Is there any reason to believe Cruz could rebound in 2023?


Age on opening day 2023: 42

How acquired: Signed as free agent, March 2022

MLB service time: 15 years, 82 days

2022 salary: $12 million

Contract status: $16 million mutual option for 2023 with $3 million club buyout

2022 stats: 124 G, 507 PA, 448 AB, 50 R, 105 H, 16 2B, 0 3B, 10 HR, 64 RBI, 4 SB, 0 CS, 49 BB, 119 SO, .234 AVG, .313 OBP, .337 SLG, .651 OPS, 90 OPS+, 0 DRS (did not appear in field), -0.8 fWAR, 0.2 bWAR

Quotable: “Nelly Cruz is such a mentor and such a presence in the clubhouse, especially with our younger Latin players, that I wasn’t just going to give him away for nothing just to move on. He likes it here. He wanted to be here. He’s a terrific teammate and leader in the clubhouse. We didn’t get the level of prospect that we wanted for him, so we kept him.” – Mike Rizzo, on 106.7 FM’s “The Sports Junkies” after the trade deadline

2022 analysis: On the surface, the Nationals’ decision to sign Nelson Cruz right as spring training began seemed an odd one. Why would an admittedly rebuilding club spend a guaranteed $15 million (2022 salary, plus the $3 million buyout in 2023) on a 41-year-old designated hitter? The thinking was that Cruz would provide lineup protection for Juan Soto, be a strong clubhouse influence and likely become a solid trade chip come August. Turns out only one of those things proved true.

Though he enjoyed a handful of hot streaks at the plate, they were few and far between. Overall, Cruz never found a consistent stroke at the plate, producing career-low numbers in nearly every category. Most of his production came via opposite-field singles. While occasionally valuable at-bats with runners in scoring position, it didn’t nearly make up for his drastic loss of power and inability to drive the ball to left field.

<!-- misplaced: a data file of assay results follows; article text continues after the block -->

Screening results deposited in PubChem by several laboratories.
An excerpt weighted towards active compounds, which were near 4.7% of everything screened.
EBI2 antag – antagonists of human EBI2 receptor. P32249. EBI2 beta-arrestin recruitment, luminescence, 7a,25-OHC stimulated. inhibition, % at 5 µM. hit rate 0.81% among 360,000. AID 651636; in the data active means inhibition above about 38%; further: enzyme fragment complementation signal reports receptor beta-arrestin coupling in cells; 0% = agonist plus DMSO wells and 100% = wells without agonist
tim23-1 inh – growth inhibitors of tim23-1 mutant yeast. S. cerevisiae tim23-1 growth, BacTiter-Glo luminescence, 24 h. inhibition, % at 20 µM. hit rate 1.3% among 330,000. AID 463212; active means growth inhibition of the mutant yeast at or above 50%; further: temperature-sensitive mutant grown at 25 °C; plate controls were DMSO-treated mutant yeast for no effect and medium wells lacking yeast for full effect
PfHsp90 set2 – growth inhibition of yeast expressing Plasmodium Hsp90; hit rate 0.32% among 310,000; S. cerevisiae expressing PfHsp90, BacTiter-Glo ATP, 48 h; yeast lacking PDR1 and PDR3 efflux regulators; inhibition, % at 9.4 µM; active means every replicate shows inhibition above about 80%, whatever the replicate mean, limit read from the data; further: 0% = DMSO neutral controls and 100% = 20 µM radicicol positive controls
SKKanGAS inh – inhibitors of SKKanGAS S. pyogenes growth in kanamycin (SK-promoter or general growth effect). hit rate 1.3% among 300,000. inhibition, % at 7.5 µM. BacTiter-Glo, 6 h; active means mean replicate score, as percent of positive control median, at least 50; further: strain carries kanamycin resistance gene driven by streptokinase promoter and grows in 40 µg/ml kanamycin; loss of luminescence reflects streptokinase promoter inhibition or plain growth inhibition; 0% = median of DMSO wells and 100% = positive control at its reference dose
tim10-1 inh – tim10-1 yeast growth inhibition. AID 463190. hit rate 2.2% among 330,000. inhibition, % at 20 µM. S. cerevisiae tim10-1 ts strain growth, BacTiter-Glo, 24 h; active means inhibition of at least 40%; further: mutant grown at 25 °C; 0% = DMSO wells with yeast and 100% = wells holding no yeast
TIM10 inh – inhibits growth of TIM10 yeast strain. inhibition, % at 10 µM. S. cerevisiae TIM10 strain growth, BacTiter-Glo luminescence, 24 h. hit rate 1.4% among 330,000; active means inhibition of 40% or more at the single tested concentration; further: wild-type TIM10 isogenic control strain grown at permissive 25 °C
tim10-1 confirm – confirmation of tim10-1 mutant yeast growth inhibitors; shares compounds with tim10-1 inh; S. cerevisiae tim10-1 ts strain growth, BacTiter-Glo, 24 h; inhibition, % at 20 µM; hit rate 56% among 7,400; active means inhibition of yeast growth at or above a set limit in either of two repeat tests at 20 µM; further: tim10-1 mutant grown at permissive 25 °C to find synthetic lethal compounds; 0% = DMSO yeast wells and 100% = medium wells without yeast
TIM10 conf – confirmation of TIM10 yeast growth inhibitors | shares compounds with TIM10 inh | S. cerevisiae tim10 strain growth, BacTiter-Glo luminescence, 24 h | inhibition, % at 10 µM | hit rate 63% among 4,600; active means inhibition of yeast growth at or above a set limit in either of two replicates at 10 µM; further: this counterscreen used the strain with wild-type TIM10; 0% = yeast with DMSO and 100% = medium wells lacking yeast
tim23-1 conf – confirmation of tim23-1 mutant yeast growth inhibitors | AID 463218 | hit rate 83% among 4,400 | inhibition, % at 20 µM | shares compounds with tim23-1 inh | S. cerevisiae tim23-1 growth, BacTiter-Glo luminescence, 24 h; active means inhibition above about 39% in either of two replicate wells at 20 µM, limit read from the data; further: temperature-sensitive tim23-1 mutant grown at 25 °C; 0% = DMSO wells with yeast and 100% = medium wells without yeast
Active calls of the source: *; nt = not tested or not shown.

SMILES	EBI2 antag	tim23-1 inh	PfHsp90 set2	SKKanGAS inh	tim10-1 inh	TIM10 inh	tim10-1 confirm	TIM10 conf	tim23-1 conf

In the clubhouse, Cruz did live up to his reputation. Teammates adored him and appreciated his willingness to talk, mentor and often detect issues with their swings (or even pitches) he would glean from watching in the dugout or in-game on video tablets.

But when the Aug. 2 trade deadline came, Cruz’s off-the-field contributions weren’t enough on their own to make him attractive to contenders. While Soto and Josh Bell were dealt to the Padres, the 42-year-old DH remained for the rest of the season. And he continued to bat cleanup most days, until an eye infection forced him to miss the final 2 1/2 weeks.

2023 outlook: Given the numbers and his advanced age, it’s perfectly appropriate to wonder if Cruz’s outstanding career has finally reached the finish line. There are, however, a few reasons to believe he might still have something left in the tank, if he can make some adjustments.

Cruz actually hit the ball hard this season. He ranked in the 84th percentile in the majors with an average exit velocity of 90.9 mph. While down a couple notches from his peak, it’s still good enough to be productive. The problem was that he couldn’t hit the ball in the air. His groundball rate skyrocketed from 43.4 percent in 2021 to 53 percent this year. He also had all kinds of trouble hitting fastballs, slugging just .369 off that pitch after slugging .572, .763 and .673 off it the previous three seasons.

If he can correct his vision problem – he told he planned to have surgery for that – and if he can find a way to elevate the ball the way he used to, Cruz might still be able to produce for somebody in 2023, even as he turns 43. It’s hard to imagine that would happen in D.C., though. The Nationals already have multiple right-handed, DH-types on the roster and can’t really afford to bring back another one on the heels of the worst season of his long and storied career.

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